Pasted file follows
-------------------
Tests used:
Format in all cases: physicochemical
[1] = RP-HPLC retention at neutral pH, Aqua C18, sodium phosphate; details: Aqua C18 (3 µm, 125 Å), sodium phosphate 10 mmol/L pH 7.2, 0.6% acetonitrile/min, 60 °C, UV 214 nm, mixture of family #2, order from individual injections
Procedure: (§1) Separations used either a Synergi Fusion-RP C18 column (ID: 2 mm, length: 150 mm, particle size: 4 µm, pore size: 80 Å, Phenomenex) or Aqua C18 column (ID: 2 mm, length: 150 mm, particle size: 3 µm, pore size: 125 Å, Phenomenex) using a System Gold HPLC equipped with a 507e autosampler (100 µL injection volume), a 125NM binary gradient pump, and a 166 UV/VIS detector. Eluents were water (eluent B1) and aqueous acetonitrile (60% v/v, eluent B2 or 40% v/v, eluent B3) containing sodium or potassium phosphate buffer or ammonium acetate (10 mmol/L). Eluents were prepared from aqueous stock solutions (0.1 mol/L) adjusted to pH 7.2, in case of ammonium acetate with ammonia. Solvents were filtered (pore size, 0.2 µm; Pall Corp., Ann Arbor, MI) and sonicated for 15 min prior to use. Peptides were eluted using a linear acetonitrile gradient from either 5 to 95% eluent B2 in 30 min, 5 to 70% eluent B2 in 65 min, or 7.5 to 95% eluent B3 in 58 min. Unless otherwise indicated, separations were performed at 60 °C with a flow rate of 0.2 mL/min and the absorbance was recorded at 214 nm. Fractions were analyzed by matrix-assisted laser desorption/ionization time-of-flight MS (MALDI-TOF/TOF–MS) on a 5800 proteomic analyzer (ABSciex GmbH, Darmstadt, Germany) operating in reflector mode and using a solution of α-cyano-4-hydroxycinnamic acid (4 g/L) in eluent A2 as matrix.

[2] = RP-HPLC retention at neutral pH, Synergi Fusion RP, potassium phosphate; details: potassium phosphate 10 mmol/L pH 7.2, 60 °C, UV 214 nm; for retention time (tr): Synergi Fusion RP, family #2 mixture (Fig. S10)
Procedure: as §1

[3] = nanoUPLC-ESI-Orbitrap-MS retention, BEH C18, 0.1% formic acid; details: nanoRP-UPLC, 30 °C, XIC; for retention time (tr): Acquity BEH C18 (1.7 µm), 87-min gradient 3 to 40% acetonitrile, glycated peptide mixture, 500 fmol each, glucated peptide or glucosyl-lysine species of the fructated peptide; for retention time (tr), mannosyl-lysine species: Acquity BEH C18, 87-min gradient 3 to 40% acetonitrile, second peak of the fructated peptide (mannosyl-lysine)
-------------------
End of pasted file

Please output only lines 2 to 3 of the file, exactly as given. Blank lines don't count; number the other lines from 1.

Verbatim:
Format in all cases: physicochemical
[1] = RP-HPLC retention at neutral pH, Aqua C18, sodium phosphate; details: Aqua C18 (3 µm, 125 Å), sodium phosphate 10 mmol/L pH 7.2, 0.6% acetonitrile/min, 60 °C, UV 214 nm, mixture of family #2, order from individual injections